“One is hard-pressed to find music mentioned in more than a cursory way, if at all, in recently published Taiwanese studies.” So writes Nancy Guy, general editor of this book of 12 chapters on the subject. The field, she says, has been dominated by political scientists.
Guy is Professor of Music at the University of California, San Diego, and author of Peking Opera and Politics in Taiwan (2005). Eight of the contributors grew up in Taiwan. All got their PhD’s in the US or the UK, however.
Indigenous music, both contemporary and traditional, is the subject of two early chapters, and beiguan (北管) music is prominent in both Hakka and Hokkien cultures. Sacred Christian Hakka hymns also feature, as do musical styles emanating from South-East Asia and now important in northern Taiwan. The Taipei Chinese Orchestra appears, as does the hugely popular music (both in Taiwan and China) of Teresa Teng (鄧麗君), with its echoes of Japanese styles. Finally, the music played by Taiwanese garbage trucks finds a deserved place.
Wang Ying-fen (王櫻芬), a Distinguished Professor and founding member of the National Taiwan University’s Graduate Institute of Musicology, contributes a chapter on the recording of traditional and other music in the Japanese and later periods, while DJ Hatfield looks at the opposing tendencies in Taiwanese Indigenous music to integrate or not to integrate, especially with other Pacific cultures. Focusing on the Amis, he considers, among other things, musical relations between Taiwan and Madagascar, plus bands with a multi-ethnic composition.
Certainly the most surprising chapter to be found here is the one on the music used by garbage trucks, written by the book’s general editor, Nancy Guy. This music, she argues, indicates “the slow violence of environmental degradation” just as much as the approach of a civic facility.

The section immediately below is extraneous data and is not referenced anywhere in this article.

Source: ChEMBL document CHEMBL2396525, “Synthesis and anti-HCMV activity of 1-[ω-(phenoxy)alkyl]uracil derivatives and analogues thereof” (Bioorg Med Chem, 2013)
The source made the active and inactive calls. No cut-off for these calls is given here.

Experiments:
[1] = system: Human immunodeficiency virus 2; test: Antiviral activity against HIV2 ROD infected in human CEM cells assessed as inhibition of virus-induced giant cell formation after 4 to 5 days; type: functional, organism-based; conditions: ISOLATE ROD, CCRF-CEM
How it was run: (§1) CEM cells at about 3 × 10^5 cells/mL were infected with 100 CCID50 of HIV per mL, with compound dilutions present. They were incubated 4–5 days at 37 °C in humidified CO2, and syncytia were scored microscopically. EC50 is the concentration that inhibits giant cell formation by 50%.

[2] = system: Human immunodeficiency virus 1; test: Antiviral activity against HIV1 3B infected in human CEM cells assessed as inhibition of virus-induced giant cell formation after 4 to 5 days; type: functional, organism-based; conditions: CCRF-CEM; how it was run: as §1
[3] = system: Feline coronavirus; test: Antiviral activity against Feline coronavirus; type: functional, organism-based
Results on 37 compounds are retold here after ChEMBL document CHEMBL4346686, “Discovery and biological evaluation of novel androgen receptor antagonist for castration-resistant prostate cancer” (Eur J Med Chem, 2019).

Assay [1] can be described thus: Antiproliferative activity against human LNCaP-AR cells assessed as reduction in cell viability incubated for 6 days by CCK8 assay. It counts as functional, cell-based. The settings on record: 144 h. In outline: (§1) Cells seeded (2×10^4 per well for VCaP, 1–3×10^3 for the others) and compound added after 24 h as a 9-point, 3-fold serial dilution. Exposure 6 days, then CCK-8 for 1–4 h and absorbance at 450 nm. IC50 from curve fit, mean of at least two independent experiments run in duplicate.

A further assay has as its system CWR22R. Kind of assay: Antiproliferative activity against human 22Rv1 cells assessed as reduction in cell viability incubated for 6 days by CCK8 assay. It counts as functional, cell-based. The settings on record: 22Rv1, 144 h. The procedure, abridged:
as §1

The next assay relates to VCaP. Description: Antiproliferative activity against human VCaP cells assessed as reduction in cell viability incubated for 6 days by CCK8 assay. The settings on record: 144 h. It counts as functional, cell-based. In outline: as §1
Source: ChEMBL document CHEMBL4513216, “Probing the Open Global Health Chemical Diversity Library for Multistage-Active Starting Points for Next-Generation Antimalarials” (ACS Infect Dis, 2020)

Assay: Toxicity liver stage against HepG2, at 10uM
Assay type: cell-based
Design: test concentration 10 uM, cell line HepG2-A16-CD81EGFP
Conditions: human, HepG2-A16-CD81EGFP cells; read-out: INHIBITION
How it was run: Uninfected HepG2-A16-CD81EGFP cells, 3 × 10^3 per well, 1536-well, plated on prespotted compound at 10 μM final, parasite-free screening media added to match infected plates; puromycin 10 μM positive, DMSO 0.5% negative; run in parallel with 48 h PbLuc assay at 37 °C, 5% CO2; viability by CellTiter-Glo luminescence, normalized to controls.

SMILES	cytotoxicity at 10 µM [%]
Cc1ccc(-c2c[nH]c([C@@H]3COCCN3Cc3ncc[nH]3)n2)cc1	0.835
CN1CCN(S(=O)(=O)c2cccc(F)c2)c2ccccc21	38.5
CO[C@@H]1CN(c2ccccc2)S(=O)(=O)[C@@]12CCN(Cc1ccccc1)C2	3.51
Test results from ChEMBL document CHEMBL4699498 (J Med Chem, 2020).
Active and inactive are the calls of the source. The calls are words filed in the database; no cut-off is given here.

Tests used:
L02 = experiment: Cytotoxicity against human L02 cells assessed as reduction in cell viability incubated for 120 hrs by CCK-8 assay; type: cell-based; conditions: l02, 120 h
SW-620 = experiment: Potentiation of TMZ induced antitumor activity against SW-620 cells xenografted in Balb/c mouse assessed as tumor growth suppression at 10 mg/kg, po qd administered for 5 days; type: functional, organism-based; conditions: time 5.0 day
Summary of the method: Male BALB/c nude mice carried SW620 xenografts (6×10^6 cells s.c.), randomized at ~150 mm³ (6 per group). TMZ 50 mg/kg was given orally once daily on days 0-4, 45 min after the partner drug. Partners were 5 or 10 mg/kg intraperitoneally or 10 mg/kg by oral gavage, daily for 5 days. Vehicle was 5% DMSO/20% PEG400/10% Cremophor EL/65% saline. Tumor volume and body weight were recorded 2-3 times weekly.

The original music used was a piano piece called The Maiden’s Prayer by Badarzewska-Barandowsk from 1856. When garbage trucks were first imported from Japan in 1968 this melody was already pre-recorded on them. It was eventually, after much controversy, replaced by Beethoven’s Fur Elise, and then a lot later by “an English sea chantey.”
Guy sees these melodies as a form of “sonic irritant,” as well as boding the arrival of a community service. Nevertheless Taiwan boasts one of the world’s highest recycling rates, and has even been called an island of green in Asia.
Attempts to replace A Maiden’s Prayer on over 1,000 of the island’s garbage trucks, including a telephone poll of possible substitutes, failed and the excessively familiar original tune was reverted to.
Did people need to be entertained or called to their civic duty, and if entertained then by a familiar tune or something new? Either way, garbage truck music became a contentious issue, with at least one school organizing a contest to find a replacement for The Maiden’s Prayer.
When Teresa Teng died in 1995 at the young age of 42, grief was widespread throughout the Sino-phone world. Despite coming from a Chinese Nationalist Party (KMT) family, and a military one at that, her popularity knew no bounds. Indeed, her music came to represent the possibility of just such a pan-Chinese consciousness even at the apex of the Cold War.